In Austria, OSU’s combustion-engine car ultimately finished 12th overall. One week later, OSU’s team took second overall in Germany among 60 cars.
Since 2009, Oregon State has finished in first place 16 times on the Formula Student circuit — earning two world No. 1 rankings — all while partnering with students from a German college, Duale Hochschule Baden-Württemberg-Ravensburg. Together, the two schools operate as Global Formula Racing or GFR. HP has long sponsored the team and, this year, GFR began using HP 3D-printed parts.
“The magic of Formula Student is when I see a car driving and competing and winning, I personally know the people who designed and manufactured and assembled these vehicles,” says Rust, 24, an OSU grad student who oversees mechanical design and U.S. management for GFR.
“I know the amount of blood, sweat and tears, all of the hours, late nights, lack of sleep and sleeping in the shop to get that car where it is,” Rust says. “Yes, we do want to win, but what's most important is that we're not just creating a race car, we're creating incredible engineers.”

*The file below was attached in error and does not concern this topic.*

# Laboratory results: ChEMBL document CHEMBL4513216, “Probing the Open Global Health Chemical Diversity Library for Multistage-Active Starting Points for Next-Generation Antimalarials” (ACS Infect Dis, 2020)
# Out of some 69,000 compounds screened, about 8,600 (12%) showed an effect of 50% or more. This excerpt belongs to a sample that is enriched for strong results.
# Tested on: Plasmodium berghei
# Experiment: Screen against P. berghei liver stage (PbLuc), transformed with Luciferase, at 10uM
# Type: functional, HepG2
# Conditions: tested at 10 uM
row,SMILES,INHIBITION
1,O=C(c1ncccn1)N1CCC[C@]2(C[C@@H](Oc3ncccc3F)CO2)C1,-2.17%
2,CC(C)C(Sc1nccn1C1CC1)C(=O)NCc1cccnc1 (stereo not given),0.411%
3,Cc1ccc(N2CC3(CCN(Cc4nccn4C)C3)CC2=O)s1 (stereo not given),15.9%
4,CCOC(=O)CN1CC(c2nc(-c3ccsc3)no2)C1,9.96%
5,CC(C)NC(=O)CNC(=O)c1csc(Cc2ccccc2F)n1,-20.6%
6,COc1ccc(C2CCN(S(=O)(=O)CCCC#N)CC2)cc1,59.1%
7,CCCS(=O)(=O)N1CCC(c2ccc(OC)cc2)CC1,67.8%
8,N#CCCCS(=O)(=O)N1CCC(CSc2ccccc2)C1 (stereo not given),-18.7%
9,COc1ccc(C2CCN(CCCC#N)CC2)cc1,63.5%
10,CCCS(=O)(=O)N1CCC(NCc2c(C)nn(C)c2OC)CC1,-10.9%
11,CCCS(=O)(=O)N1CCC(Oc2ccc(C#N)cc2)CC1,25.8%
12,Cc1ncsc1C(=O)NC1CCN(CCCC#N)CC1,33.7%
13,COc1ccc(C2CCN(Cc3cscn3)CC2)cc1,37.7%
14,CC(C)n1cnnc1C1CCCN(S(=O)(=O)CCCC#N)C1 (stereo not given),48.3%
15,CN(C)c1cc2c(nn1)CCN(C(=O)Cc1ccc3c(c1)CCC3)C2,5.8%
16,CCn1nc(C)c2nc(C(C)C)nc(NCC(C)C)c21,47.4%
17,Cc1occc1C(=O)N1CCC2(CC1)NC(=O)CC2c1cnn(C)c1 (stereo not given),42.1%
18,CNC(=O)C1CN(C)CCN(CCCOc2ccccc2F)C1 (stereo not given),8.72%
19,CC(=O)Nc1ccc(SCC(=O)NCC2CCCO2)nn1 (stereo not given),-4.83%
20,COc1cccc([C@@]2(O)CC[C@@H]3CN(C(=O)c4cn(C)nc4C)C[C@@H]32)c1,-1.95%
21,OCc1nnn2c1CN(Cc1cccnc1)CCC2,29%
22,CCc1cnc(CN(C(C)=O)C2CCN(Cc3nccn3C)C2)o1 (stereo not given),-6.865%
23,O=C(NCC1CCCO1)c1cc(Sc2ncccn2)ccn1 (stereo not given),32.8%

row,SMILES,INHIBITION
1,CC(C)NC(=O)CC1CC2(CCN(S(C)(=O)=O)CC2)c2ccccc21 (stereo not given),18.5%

Starting this season, GFR designed and constructed three cars — one electric, one combustion powered, and a new driverless car. Near campus in Corvallis, Oregon, Rust and his teammates chose to use HP 3D printers to create many of the more intricate parts for their combustion car.
Those parts include inserts used to mount the car’s wings to its chassis. The team also printed the intake runner, where air and fuel get mixed before being injected into the engine.
With 3D printing, GFR can devise and manufacture key parts in uncommon geometric shapes, enabling them to fit into tight spaces while meeting Formula Student guidelines, Rust says.
This process is fueling the young engineers’ creativity, unshackling them from old, automotive conventions, like only using car parts available in the retail market or waiting weeks or months for specialty parts to be made by traditional machines.
The team simply emails its designs to John Greeven, a 3D printing lead architect for HP who’s based in Corvallis. Greeven then takes the blueprints to a local HP laboratory used for 3D printing. He uploads the requested part into the right machine with the right material and it is made — often in days.